Friday, July 02, 2010

Sorry about the adultery, please send us money

[Originally posted at Bene Diction Blogs On, Oct. 22, 2009]

Earlier this month, evangelist Todd Bentley wheeled out his heavy artillery. He is still being assailed by those who think that his divorce, and remarriage to his former intern and nanny Jessa Bentley. So, amongst the latest batch of videos is Personal Thoughts From Jessa Bentley, featuring Todd Bentley, Wife number Two and Rick Joyner

(To help in following along on this post, here is the full video, which Joyner calls Jessa Tells Her story on his website:

The full video on Todd Bentley’s website is called “Personal thoughts from Jessa Bentley”. As I write it is the top video on his public videos page.

If those videos disappear, here is a highlights video as posted on YouTube

Rick Joyner and Todd Bentley make use of an old PR agents trick. Don’t want the media to report on the video? Release it either one day before the weekend including a stat holiday or on the actual holiday itself. (Columbus Day in the U.S. and Canada’s Thanksgiving.)

Those with a fondness for bloopers might be able to spot Joyner calling Jessa by the name of Todd Bentley’s first wife, Shonnah, twice. But what they are trying to pull off in this video is perhaps not as amusing.

Rick Joyner begins by citing the Biblical story of David and Bathsheba, “one of the most deplorable things in the Scripture”. However, he adds, despite the infamy of the sin, “David repented and God restores him, didn’t make him quit being king or anything.” Joyner adds, “There was a terrible price to pay…”

The implication is clear. Todd, likewise, is a “man after God’s own heart” who is paying a “terrible price”, but is not to be removed from ministry.

We can be glad that God is gracious and forgives, as the story of David shows, but isn’t it an act of great hubris to compare oneself to him after a great fall?

Have Todd and Jessa paid a “terrible price”?. Aside from fielding derision from Christians, not really. Todd can afford vacations. There are no indications that either of the pair has had to start working at a real job. The only “price” that they have had to pray is that Todd is not working at full bore as a famous evangelist and that people disapprove of what he has done. Poor baby.

Joyner reminds us that Bathsheba was the mother of Solomon, leading Jessa to exclaim “Wow.” We’ll see no problems with excessive humility amongst her kids, I am sure. (Shonnah’s kids? Not being from the relationship that started out as adultery, they get a “Thank you for playing and here’s a lovely copy of our home game…” as the game show host shoos them off stage.)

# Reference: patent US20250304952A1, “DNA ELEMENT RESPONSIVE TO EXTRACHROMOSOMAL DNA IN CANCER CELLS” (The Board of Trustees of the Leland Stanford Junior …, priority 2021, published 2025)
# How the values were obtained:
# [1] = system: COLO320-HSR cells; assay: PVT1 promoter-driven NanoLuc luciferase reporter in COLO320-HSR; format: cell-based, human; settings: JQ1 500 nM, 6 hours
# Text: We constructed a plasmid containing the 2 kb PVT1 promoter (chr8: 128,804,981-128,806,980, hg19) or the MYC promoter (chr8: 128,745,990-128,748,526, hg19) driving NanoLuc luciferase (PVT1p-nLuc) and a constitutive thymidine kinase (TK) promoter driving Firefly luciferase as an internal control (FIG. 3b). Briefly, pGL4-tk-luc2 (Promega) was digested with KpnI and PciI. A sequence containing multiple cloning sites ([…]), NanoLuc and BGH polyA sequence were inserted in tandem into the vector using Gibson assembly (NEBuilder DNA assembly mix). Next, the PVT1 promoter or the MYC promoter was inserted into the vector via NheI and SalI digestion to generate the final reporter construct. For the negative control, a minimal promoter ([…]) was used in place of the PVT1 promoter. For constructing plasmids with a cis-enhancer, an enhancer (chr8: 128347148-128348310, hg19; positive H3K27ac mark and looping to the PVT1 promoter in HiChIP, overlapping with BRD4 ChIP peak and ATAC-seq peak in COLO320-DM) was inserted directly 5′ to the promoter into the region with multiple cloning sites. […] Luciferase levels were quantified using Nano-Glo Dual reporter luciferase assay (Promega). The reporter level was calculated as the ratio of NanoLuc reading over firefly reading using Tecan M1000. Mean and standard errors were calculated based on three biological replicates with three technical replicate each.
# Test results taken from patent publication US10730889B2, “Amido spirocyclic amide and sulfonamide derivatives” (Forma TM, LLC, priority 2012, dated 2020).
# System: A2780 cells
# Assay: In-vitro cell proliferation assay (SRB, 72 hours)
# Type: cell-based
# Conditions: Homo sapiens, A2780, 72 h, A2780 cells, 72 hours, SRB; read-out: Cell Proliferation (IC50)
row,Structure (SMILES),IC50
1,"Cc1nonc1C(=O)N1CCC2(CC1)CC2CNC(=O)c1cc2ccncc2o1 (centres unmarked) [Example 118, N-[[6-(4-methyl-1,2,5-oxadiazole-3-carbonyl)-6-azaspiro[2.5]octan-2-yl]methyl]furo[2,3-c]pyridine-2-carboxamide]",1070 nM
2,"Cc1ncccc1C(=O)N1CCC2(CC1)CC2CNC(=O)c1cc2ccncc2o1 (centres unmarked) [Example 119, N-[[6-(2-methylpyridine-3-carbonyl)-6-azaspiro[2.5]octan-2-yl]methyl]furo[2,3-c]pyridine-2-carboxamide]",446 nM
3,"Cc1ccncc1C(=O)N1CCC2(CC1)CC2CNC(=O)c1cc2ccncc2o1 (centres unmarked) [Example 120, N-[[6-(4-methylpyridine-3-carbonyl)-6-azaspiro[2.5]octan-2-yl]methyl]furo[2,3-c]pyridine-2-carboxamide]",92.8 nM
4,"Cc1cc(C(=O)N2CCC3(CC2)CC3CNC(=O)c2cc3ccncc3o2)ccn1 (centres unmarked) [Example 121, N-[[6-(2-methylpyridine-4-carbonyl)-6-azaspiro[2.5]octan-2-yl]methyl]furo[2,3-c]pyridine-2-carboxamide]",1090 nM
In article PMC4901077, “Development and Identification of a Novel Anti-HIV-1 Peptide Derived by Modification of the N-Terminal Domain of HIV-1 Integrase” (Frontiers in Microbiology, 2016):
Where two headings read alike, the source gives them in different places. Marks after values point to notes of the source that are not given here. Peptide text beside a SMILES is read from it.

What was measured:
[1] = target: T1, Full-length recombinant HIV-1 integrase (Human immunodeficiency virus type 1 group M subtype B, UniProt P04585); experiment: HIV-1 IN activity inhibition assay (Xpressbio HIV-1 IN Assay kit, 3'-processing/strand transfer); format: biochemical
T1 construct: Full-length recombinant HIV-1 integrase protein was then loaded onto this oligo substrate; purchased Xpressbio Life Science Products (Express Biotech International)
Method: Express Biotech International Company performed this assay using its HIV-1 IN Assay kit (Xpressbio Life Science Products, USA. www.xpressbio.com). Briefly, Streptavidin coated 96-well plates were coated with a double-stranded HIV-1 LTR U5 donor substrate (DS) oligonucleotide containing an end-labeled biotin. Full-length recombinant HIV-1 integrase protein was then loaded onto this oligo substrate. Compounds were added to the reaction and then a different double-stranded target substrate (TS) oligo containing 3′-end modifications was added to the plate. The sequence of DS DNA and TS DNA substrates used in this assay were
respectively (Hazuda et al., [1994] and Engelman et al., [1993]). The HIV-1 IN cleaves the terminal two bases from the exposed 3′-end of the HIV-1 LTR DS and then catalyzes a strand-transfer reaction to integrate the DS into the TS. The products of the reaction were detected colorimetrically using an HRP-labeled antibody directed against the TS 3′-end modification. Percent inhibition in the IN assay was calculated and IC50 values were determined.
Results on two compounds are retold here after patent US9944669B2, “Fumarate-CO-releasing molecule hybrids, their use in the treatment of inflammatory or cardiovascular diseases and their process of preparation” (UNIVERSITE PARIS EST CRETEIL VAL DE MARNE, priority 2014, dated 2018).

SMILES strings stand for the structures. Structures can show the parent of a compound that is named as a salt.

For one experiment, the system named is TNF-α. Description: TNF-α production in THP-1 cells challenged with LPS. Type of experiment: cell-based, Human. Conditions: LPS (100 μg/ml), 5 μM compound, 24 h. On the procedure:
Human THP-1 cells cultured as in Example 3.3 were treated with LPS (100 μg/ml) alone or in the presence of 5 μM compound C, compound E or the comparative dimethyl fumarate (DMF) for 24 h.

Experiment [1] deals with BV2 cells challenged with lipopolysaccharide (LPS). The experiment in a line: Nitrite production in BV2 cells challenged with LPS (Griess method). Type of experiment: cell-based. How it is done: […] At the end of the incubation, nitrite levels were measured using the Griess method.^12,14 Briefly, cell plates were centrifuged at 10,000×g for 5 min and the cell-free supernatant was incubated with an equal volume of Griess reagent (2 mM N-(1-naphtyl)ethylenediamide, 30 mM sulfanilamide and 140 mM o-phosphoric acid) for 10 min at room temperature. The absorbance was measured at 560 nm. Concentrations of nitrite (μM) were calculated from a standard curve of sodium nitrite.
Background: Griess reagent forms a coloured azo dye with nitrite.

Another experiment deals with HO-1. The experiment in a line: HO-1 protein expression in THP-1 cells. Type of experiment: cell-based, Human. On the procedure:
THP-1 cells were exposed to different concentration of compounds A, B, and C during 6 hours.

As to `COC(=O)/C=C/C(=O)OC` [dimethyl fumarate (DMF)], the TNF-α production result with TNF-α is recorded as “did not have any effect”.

(If I were Jessa, I wouldn’t want anyone citing an overt act of Biblical adultery in the context of starting to talk about me. But that would be having “sense”, which Joyner is about to assure us that she has in bucketfuls…)

Joyner adds that people who meet Jessa say that:

“This is the most perfect girl that I could ever imagine for Todd. She’s rooted and grounded and has sense. Not that you don’t (looks at Todd and chuckles), but an amazing thing…”

Let’s recall, for a moment, Todd Bentley’s remarks about the vision that led to his marrying the former Shonnah Andres, as recorded in the various editions of his autobiography:

“…the Lord had actually shown me an open vision of Shonnah. It was my first open-eyed vision. I was in my living room and my fireplace opened up, kind of like a TV screen, and I saw us embracing in a wheat field that was ready for harvest. We were both weeping and I was wearing a tux and she was wearing a wedding dress. As the vision unfolded, her friend Roswetta (who was now my friend) was talking with me in the living room about Shonnah. I described the open vision to her as it happened. The presence of the Lord fell and we both wept. Roswetta said, ‘I can’t see it but I can feel goose bumps.’ During this vision, I also received an anointing of creativity, poetry and writing. In fact, I even received a three-page prophetic poem that I read at our wedding. I still write prophetic poems for my wife to this day.”

If God knew that Jessa Hasbrook, then a little girl, would wind up being “perfect” for Todd, then why didn’t He tell him to wait and not marry Shonnah? Could God have gotten it spectacularly wrong? Why did He help him marry the “non-perfect woman”. (One can guess that Todd has a lot more fun being an evangelist than being a husband and dad, so why didn’t the Lord tell Bentley to wait?

The truth may well be that this vision was a lie. Bentley has never explained why he is doing what he is doing if that vision was real. This video might have been a good opportunity to, but he doesn’t bother to take advantage of it. Joyner:

“I can imagine that it is going to be uncomfortable for Shonnah, I mean to meet Jessa…I so appreciate her courage in saying ‘We gotta do this…"

How accurate would his assessment of her character be if he doesn’t know her name?

Jessa took the floor. She is 26 and hails from Sacramento, California. This would explain all the Nessie-like sightings of the pair in the area before Todd entered the restoration process. They were probably hanging out with her family. She is part-Korean—Bentley mentions his new wife’s Korean family on his Twitter feed—so if they are not very fluent in English, awkward questions would be easy to deflect.

Jessa said that she and Todd have been friends starting in 2007, when he came to Sacramento to work at a conference.

We became pretty good friends. We met through ministry. He came through Sacramento and did a conference and I did the book table. And through there we just started a relationship with other members of the church...

“We”, in this context, refers to Jessa and Todd. Isn’t it odd that she would develop a “relationship” with another woman’s husband with members of the church. What sort of friendship was this? Did they hang out together at the church?